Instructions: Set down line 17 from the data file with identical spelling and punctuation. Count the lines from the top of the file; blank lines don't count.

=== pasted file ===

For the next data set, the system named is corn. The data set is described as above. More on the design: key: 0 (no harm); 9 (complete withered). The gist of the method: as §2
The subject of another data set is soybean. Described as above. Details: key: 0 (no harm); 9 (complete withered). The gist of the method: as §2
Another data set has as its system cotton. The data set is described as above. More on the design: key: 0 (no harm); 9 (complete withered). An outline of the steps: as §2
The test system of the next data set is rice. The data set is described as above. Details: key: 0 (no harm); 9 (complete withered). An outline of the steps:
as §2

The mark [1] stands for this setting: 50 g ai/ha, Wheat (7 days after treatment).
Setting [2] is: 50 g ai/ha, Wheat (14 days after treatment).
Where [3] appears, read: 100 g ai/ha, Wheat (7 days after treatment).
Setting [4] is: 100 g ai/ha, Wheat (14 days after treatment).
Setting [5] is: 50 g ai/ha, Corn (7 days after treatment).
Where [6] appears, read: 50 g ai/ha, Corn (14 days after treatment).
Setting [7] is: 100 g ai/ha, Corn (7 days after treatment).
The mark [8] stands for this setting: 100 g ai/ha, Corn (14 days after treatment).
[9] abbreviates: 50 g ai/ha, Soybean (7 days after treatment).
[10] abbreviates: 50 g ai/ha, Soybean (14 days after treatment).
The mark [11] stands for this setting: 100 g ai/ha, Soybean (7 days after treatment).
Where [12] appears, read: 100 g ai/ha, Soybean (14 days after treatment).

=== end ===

Where [12] appears, read: 100 g ai/ha, Soybean (14 days after treatment).